HOMER – Now-former Georgia House District 28 State Rep. Chris Erwin has appealed Senior Judge David Sweat’s ruling that grants Petitioner Dan Gasaway’s petition and threw out the Dec. 4 House District 28 Special Election, removing Erwin from office.
That appeal now heads to the Supreme Court of Georgia.
“The Supreme Court, rather than the Court of Appeals, has jurisdiction to hear this appeal because this is an appeal of an election contest and the Supreme Court has ‘exclusive appellate jurisdiction’ over appeals involving ‘cases of election contest’,” the appeal filed by Erwin’s attorney, Bryan Tyson, states.
That appeal was electronically filed in the Banks County Clerk of Court’s Office at 6:57 p.m. Monday, Feb. 11, and states it was sent to Petitioner Dan Gasaway’s attorney Jake Evans, as well as attorneys for Banks, Habersham and Stephens counties.
In a post on his Facebook account Tuesday, Gasaway took aim at Erwin.
“If Mr. Erwin is really that concerned about the people in the 28th District, he should withdraw his candidacy and concede that I won the Dec. 4 election,” Gasaway’s post reads. “We proved without a doubt that at least three people who were very public supporters of Mr. Erwin voted illegally. Without those three votes, I win the election. It’s simple math. Sounds like to me and anyone else interested in legal elections that it’s Mr. Erwin’s political career ambitions that are hurting the people of the 28th District.”
But not all discussion of the case took place on social media.
Banks County Commission Chairman Jimmy Hooper didn’t mince words when he openly discussed the case before convening Tuesday night’s Banks County Commission meeting.
“Almost now for weeks, in the local papers, local radio stations, state paper, regional papers and even to the national news, Banks County has been called a fraud,” Hooper said. “We have a secretary of state, on his website, is looking into voter fraud. I can tell you there’s been no fraud in Banks County.”
He addressed local media outlets AccessWDUN and The Banks County News in front of about 30 members of the audience.
“I’ve spent a lot of time – I guess I’ve spent probably 60 hours – in the last couple of weeks looking at cases in Georgia,” Hooper said. “I can’t find a single incident, Press, where a judge or the secretary of state has called for another election because of a mistake.”
Hooper said fraud means the act of deceiving or misrepresenting, or intentional perversion of the truth, and that hasn’t happened in his six years in office.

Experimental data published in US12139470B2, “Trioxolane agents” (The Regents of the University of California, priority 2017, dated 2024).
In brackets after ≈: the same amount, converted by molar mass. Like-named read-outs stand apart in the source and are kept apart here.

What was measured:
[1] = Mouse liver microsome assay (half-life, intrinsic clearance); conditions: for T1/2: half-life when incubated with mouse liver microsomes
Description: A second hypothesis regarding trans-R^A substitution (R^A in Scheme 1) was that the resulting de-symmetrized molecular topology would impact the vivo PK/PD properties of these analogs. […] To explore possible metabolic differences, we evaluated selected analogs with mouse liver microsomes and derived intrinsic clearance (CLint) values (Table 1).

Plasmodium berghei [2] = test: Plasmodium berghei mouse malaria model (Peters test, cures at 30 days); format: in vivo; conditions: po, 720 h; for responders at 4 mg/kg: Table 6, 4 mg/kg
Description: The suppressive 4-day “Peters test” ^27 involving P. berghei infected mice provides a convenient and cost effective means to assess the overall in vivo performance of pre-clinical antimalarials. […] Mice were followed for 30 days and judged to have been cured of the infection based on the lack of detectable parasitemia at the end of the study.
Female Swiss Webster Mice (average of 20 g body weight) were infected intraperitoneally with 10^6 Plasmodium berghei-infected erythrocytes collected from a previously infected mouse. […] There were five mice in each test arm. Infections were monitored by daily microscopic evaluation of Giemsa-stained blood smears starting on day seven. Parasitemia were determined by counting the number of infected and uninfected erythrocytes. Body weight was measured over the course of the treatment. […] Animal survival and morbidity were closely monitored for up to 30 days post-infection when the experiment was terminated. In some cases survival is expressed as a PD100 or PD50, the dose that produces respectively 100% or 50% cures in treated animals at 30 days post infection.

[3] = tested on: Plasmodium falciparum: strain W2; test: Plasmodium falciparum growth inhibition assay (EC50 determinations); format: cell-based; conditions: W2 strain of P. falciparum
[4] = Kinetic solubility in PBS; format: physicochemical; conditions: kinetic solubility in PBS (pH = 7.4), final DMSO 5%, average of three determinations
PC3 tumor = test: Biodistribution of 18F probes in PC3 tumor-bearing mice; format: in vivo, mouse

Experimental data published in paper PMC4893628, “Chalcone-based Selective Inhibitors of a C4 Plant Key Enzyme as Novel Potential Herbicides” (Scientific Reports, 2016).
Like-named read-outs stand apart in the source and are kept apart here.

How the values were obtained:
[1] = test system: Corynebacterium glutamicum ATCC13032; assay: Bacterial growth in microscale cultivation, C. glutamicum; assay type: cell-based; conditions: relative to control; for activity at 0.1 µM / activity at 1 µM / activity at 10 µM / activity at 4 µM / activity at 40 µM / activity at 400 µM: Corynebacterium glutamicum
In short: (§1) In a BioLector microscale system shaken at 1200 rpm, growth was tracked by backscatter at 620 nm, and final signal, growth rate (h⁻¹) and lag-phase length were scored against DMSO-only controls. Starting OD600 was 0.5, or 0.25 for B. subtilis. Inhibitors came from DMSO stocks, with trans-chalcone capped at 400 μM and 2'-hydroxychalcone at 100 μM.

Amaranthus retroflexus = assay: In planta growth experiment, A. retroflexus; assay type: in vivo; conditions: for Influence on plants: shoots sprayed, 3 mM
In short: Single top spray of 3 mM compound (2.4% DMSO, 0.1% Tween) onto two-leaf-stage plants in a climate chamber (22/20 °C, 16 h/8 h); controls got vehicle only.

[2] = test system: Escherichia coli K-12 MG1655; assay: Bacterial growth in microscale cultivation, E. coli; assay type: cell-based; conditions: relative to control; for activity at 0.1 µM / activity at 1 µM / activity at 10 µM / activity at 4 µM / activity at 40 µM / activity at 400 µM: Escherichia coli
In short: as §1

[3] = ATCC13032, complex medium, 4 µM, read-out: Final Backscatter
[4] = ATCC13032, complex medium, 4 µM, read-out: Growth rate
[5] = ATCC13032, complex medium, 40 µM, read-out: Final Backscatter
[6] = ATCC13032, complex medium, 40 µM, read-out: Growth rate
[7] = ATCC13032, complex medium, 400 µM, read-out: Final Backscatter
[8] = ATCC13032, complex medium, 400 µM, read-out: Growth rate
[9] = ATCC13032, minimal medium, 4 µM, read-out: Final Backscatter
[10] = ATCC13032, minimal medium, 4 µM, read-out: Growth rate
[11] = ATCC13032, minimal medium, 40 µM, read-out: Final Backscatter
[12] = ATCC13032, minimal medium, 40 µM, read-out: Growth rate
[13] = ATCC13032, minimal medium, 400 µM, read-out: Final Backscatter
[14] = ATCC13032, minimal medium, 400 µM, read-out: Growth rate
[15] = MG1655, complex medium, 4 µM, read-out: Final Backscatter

“Voter fraud means intentionally doing it on purpose,” Hooper said. “I can tell you that our registrar and all the fine people that ran the polls in Banks County for every election that I’ve been in office have been honest, trustworthy and above board, and when we have the press, when we have the newspapers, when we have the secretary of state, when we have a governor, when we have a disgruntled … candidate call and say out in the press that we’ve had voter fraud, shame on them! Shame on them!”
Hooper did not stop short of criticizing the presiding judge in the case.
“We had a very liberal Democratic judge who wanted to make a position statement,” Hooper said. “He took his opportunity and the power he had vested upon him to make a political statement. I sat through some of those hearings up there. One of the most sacred things we have in America is a secret ballot. You should not know who I vote for. But in that hearing, it almost came down to a point where you were almost identifying who people voted for.”
Hooper also said Gasaway questioning the county residency of Banks County Sheriff Carlton Speed was inappropriate.
“To bring up the pretext that your high sheriff does not live in your county, to do something slanderous, shame on them!” Hooper said. “Shame on them!”
Hooper insisted elections officials in Banks County administer elections fairly and honestly.
“I can tell you – I’ll bet the life of my grandchildren – that there is not a dishonest person working the polls in Banks County,” Hooper said. “I truly believe that. And if you don’t believe that, come by and talk to me, tell your neighbors to come by and talk to me.
“Once again, we had a mistake.” Hooper said. “When you have a mistake, what do you do? You fix it and move forward. That’s what you do. When this is all said and done, the people in Banks County have been disenfranchised. We do not have a single person at the Capitol speaking on our behalf – not a soul. I’ve been disenfranchised.”